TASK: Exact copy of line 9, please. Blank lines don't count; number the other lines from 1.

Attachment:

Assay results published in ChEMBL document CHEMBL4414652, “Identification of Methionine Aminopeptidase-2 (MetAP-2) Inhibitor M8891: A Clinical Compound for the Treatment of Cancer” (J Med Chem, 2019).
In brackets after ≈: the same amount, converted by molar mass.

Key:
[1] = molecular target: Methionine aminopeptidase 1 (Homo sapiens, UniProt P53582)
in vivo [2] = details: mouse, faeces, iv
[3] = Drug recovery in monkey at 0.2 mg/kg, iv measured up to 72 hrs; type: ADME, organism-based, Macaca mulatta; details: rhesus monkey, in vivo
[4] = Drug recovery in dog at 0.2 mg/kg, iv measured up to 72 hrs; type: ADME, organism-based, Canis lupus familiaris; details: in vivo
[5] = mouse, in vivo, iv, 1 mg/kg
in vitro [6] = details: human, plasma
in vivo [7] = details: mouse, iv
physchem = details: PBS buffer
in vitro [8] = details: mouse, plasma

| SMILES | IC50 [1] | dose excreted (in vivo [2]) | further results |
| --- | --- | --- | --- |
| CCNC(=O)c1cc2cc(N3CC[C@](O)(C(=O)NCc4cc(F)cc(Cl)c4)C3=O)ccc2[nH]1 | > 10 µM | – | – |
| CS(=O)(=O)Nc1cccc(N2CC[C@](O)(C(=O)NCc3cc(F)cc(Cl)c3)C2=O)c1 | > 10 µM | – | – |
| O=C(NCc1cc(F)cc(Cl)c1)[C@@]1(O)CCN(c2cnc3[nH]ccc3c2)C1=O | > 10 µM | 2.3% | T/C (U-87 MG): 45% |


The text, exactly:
in vitro [6] = details: human, plasma